The Road to RadOnc

I graduated from Auburn in 2011 with a B.A in English with an unstoppable love for words and writing. I soon dove into the web world and learned more about design, programming, and the interworkings of a website than I ever thought I could. My next adventure would involve flowers and some pretty wonderful floral designers that I was more than blessed to spend some time with and learn alongside, but the daily life in Flower world was less than desirable to say the least (except for my girl Marigold).

With that being said, I started planning my escape route. K.T. and I planned to watch the national championship game with friends and since my beloved Auburn tigers weren’t participating, I was job searching. By halftime, I had sent my resume to our friend sitting next to me who had heard about a job opening earlier that day in her department. Worth a shot. So 3 visits to UAB, 7 interviews, and an offer letter later…Boom. Program Coordinator in the research Department of Radiation Oncology (also known as RadOnc). At this point it is important to point out that my experience was in websites, and I was soon to be reading clinical trial protocols and making sure everything was in line and everyone was out of trouble. Um, hello Jesus.

Seems like a short enough story that it wouldn’t need it’s own post, but there’s another story line that coincides with all of this.

Back in 2009, all of the Halloween candy I had stolen from my brother for years had caught up with me and I got my first cavity. It wasn’t long after my cavity was filled that I noticed a tiny little nodule near the hook of my jaw that hadn’t been there before but felt like it could have been due to the several novocaine shots it took to numb me up at the dentist. It wasn’t, but when it lingered around too long and it became a little tender, we called in the doctor. CT scan #1 led to 2 super confused ENTs and zero answers.

Skip ahead to 2015: Marriage in March, Mom’s breast cancer diagnosis in July, and CT scan #2 in October. I figured after Mom’s diagnosis and the fact this little nodule had obviously gotten angrier in size and tenderness I should check on things again. The conclusion was that I had an extra piece in my parotid gland and I was advised to go about my business as usual. While they basically told me I was “special,” I was perfectly fine hearing that I was fine since Mom was starting a haul of chemo and radiation for the next 6-8 months and I needed to be there for her 100%.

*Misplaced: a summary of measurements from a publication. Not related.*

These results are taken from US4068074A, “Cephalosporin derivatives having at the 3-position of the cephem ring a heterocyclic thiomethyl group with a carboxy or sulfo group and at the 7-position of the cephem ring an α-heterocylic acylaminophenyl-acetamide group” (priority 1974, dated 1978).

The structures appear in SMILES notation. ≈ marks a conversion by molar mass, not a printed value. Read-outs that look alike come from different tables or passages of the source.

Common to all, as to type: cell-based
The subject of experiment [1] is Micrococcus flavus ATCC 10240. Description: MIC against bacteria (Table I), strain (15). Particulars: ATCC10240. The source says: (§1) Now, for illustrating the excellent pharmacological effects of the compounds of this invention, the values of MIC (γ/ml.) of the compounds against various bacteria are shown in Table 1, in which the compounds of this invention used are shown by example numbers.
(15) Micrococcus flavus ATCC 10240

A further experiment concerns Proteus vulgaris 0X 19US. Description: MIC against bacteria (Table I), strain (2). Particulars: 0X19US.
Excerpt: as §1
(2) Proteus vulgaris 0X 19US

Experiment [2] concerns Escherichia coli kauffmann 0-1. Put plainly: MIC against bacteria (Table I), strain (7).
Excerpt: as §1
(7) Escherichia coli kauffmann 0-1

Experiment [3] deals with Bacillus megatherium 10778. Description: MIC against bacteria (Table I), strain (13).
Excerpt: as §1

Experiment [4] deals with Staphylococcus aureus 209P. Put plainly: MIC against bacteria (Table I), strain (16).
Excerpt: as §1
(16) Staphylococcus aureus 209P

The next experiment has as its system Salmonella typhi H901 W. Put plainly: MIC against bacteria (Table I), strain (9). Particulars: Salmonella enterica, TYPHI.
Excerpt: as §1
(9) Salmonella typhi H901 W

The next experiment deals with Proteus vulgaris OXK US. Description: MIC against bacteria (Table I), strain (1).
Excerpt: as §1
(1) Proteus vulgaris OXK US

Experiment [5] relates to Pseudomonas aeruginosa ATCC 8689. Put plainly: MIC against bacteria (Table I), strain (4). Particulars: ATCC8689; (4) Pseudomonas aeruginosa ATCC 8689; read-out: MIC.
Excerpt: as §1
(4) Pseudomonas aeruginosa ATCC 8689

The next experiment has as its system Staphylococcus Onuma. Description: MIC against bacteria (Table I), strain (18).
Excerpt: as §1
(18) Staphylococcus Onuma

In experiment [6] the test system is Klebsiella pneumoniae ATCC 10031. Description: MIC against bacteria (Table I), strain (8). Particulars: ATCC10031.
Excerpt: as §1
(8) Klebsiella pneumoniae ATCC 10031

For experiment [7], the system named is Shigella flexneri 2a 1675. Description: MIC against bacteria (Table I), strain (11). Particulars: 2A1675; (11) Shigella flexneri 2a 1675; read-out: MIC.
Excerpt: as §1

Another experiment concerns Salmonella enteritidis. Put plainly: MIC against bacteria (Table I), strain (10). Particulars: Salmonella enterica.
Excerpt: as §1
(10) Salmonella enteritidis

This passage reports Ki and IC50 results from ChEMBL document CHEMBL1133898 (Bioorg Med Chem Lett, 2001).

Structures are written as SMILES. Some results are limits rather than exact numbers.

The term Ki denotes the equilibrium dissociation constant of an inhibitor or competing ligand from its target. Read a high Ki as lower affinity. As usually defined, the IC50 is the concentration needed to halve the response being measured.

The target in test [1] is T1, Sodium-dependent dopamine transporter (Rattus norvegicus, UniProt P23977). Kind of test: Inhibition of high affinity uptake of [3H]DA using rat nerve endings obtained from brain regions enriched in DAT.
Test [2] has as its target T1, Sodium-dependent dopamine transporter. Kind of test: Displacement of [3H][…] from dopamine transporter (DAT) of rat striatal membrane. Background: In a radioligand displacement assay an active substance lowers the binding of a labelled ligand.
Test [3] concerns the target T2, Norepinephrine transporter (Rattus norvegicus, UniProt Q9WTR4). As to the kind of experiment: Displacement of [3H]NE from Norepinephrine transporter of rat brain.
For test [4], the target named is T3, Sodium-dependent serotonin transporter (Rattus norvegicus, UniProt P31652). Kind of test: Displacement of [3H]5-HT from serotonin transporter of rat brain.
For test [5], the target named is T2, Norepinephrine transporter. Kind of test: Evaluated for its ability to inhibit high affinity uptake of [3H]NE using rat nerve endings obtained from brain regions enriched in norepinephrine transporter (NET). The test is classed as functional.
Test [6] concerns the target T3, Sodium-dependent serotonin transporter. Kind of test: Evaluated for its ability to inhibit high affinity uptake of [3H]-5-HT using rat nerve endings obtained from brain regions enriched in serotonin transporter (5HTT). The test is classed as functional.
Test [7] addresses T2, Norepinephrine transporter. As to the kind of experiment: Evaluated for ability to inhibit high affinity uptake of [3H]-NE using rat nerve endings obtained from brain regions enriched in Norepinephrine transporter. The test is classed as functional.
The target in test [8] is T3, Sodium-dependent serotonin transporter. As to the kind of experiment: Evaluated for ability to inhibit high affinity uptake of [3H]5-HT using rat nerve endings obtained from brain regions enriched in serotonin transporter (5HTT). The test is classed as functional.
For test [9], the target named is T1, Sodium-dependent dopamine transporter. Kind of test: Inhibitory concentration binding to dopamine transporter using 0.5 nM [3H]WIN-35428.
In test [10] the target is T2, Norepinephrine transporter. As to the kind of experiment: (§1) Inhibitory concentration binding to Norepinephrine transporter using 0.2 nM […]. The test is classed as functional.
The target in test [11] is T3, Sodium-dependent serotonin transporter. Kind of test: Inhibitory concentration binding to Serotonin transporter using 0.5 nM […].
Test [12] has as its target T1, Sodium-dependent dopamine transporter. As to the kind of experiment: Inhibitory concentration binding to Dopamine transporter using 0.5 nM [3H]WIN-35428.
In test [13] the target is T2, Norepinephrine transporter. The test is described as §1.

After I landed the job at UAB Radiation Oncology, I obviously started reading A LOT of oncology protocols and (not so ironically) the first protocol that I was handed to review was a salivary gland tumor study. By the end of April, I had scheduled yet another CT scan to check on Glanda the bad witch. Inconclusive. Next was an MRI because I was demanding answers at this point. Inconclusive.

Out of frustration, I emailed one of our radiation oncologist here and explained that two ENTs at Grandview were unable to figure out what it was and I asked if he could take a look at my scans. Moments later I was in our scheduling office making an appointment with the chairman of the Otolaryngology department at Kirklin. Not because he saw something scary, but because he wanted to make sure and put me in the hands of someone that would know for sure so I could have some peace.

In the meantime, the ENT’s at Grandview had also done a fine needle aspiration and path results concluded that what I had was a pleomorphic adenoma, a rather common benign salivary gland tumor. Awesome. I collected my slides from the lab, brought them back with me to UAB, and scheduled surgery about a month out after Dr. Carroll said he would remove it not matter what if it were his family member.

While this is actually the story of how we slowly but surely we realized Glanda needed to die, but it’s also the road that led me to the career I never knew I needed. The career move that saved my life.

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